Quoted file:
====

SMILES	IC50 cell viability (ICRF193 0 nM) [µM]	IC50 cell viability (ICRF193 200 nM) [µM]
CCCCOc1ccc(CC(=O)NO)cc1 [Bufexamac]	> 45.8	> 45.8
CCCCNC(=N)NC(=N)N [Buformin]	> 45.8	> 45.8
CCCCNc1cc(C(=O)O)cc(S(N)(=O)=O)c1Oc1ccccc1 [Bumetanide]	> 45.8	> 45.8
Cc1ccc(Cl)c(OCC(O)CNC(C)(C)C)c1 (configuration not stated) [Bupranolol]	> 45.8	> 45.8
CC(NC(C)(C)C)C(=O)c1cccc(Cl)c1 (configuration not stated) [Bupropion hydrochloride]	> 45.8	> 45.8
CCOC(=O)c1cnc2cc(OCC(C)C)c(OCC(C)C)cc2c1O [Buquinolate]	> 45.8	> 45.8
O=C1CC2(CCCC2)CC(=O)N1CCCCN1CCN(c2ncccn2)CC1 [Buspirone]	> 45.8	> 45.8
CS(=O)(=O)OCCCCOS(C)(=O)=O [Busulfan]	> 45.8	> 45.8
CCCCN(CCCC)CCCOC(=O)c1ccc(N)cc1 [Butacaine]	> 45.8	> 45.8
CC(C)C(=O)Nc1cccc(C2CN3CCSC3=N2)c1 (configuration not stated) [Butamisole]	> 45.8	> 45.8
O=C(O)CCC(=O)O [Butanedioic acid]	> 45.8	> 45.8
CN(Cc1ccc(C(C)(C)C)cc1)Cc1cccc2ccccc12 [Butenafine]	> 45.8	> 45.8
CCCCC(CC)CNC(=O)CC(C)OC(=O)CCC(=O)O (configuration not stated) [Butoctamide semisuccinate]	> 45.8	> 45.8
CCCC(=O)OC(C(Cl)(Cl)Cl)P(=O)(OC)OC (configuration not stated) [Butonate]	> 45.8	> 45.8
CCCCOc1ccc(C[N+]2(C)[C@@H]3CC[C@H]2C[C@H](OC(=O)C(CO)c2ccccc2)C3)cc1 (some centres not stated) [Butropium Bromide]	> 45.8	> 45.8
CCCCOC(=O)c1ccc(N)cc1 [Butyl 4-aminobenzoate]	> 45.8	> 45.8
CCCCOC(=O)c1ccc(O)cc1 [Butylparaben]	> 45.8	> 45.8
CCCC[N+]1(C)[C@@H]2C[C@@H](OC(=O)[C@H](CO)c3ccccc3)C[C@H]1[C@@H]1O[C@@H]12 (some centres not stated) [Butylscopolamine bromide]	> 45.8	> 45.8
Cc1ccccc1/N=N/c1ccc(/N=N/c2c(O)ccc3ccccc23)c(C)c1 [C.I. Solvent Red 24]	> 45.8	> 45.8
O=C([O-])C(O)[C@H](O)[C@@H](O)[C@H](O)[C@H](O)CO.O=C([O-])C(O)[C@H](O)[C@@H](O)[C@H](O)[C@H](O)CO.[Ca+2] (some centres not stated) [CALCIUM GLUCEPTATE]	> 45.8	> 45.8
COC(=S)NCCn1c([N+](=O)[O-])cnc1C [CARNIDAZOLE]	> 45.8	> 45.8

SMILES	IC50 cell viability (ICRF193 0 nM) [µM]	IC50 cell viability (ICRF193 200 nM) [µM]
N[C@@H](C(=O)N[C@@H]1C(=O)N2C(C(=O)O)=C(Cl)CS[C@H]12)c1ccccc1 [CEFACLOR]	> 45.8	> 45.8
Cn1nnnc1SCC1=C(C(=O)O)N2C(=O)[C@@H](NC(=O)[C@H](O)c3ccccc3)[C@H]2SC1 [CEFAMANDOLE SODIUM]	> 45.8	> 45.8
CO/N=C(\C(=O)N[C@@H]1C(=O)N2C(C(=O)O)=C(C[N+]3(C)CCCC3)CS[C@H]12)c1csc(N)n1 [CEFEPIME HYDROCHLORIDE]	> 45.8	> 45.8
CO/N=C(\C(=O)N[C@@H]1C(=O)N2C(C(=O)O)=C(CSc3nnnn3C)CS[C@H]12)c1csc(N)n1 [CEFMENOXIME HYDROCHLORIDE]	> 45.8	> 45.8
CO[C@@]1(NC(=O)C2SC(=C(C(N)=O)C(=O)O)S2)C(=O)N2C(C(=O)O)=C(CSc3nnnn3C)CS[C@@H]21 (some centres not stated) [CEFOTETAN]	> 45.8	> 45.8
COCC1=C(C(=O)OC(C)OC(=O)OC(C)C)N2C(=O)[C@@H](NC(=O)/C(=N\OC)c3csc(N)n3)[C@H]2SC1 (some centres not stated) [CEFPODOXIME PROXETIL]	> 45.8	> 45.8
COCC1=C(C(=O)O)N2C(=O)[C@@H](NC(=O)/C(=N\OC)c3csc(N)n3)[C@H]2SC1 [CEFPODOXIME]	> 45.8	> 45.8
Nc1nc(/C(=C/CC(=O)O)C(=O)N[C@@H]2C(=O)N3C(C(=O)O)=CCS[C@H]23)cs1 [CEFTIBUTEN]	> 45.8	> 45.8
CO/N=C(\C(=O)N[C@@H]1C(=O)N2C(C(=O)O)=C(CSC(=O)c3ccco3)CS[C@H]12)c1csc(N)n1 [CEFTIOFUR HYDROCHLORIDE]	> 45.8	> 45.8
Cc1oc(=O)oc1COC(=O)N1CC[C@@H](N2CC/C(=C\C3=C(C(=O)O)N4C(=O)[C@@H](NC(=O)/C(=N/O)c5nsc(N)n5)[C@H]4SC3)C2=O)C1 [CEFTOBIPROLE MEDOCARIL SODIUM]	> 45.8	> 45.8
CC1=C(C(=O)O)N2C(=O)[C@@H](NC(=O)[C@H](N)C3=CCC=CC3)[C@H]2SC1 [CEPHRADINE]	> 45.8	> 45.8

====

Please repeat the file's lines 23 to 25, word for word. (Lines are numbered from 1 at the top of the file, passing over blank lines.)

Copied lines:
SMILES	IC50 cell viability (ICRF193 0 nM) [µM]	IC50 cell viability (ICRF193 200 nM) [µM]
N[C@@H](C(=O)N[C@@H]1C(=O)N2C(C(=O)O)=C(Cl)CS[C@H]12)c1ccccc1 [CEFACLOR]	> 45.8	> 45.8
Cn1nnnc1SCC1=C(C(=O)O)N2C(=O)[C@@H](NC(=O)[C@H](O)c3ccccc3)[C@H]2SC1 [CEFAMANDOLE SODIUM]	> 45.8	> 45.8